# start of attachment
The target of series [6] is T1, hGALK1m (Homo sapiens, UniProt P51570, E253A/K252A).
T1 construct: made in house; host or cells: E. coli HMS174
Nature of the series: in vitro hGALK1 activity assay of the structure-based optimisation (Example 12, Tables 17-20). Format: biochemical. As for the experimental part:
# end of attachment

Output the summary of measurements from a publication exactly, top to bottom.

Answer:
The target of series [6] is T1, hGALK1m (Homo sapiens, UniProt P51570, E253A/K252A).
T1 construct: made in house; host or cells: E. coli HMS174
Nature of the series: in vitro hGALK1 activity assay of the structure-based optimisation (Example 12, Tables 17-20). Format: biochemical. As for the experimental part: